Category Archives: Reading

Get Your Students to Write Well About Information and Topics They Care About in the World, 1-3

Information Writing Units of Study

Written by Anna Cockerille

Information writing is one of those topics that can seem, on the outset, rather dull. For many teachers, the genre conjures up their own school projects from decades past, projects involving research reports on assigned topics, stacks of note-cards, one confusing, fact-packed tome after another without much related (or relatable) information. 

What has surprised and delighted many educators who witness information writing in action in a writing workshop is that for kids, it is anything but dull. A key distinction: when kids get to choose topics of personal expertise about which to write, their writing simply comes alive. We cannot stress enough: if you’d like your students to write lively, voice-filled, high-volume information books, and to stay motivated and engaged throughout the unit, let them choose their topics. Even if you choose an umbrella topic, say, animals, and they each get to choose their favorite animal to write about, let them choose

As a class, study favorite published information books and talk about what makes those books great. It often doesn’t take a lot of teacher help for students to notice that great information books have: 

  • Amazing facts the captivate the reader
  • A beginning that draws readers in and makes them want to learn more
  • Clever use of text features to teach certain kinds of information 
  • Information that is organized by topic 
  • Other kinds of writing tucked in, like stories, that help readers learn more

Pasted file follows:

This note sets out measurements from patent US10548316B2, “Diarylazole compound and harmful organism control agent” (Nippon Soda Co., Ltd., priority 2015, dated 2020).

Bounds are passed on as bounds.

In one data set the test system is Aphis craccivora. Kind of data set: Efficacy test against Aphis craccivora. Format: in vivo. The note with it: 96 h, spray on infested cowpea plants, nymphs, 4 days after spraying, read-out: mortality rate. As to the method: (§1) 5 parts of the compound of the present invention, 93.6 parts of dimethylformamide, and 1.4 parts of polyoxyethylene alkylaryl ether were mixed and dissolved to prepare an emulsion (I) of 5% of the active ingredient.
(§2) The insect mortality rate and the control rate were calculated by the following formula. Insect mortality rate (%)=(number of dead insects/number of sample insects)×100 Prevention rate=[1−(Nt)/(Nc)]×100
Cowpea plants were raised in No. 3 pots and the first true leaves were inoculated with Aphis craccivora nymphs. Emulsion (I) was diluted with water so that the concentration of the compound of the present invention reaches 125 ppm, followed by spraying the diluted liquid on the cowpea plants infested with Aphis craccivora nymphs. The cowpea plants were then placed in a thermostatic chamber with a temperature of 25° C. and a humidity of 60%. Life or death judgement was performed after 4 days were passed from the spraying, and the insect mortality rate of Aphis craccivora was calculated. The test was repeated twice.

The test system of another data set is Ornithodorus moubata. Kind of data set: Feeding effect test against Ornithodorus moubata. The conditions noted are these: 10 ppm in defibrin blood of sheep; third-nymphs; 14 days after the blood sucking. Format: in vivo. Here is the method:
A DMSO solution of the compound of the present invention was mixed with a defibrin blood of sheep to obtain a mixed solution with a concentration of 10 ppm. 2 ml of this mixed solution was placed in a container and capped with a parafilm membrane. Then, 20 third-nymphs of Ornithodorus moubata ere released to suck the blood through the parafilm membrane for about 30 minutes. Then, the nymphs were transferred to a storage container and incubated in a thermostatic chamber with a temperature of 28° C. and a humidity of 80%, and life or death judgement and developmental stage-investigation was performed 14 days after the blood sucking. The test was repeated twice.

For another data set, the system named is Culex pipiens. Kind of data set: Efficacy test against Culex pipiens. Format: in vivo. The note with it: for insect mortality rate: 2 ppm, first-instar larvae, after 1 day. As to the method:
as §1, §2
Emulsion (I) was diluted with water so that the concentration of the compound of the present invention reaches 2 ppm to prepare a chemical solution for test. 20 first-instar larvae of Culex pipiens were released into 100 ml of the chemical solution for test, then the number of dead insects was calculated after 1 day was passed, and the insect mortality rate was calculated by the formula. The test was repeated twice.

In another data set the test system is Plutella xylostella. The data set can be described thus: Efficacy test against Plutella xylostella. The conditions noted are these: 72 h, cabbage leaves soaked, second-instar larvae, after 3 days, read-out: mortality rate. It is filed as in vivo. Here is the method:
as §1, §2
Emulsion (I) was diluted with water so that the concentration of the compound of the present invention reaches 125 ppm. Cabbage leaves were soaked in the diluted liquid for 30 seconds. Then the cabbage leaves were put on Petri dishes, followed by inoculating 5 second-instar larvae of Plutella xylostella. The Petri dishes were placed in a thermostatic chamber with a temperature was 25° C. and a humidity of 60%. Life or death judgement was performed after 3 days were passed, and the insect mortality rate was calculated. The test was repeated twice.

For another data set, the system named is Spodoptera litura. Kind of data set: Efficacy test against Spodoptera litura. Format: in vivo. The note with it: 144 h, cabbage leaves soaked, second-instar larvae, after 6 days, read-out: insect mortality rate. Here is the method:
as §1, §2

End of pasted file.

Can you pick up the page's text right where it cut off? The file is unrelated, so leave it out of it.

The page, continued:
• Ways to teach the lingo of the topic, like bolded vocabulary words and a glossary 
  • A memorable ending that might leave the reader with some strong feelings about the topic, or that might encourage the reader to take action 

Then, you can help students to see that most of these characteristics fit within one of two main categories, structure and elaboration. Students’ observations instantly become a checklist they can use to lift the level of their own writing: 

Qualities of Great Information Writing

Structure

  • A beginning that draws readers in and makes them want to learn more
  • Clever use of text features to teach certain kinds of information 
  • Information that is organized by topic 
  • A memorable ending that might leave the reader with some strong feelings about the topic, or that might encourage the reader to take action 

Elaboration

  • Other kinds of writing tucked in, like stories, that help readers learn more
  • Ways to teach the lingo of the topic, like bolded vocabulary words and a glossary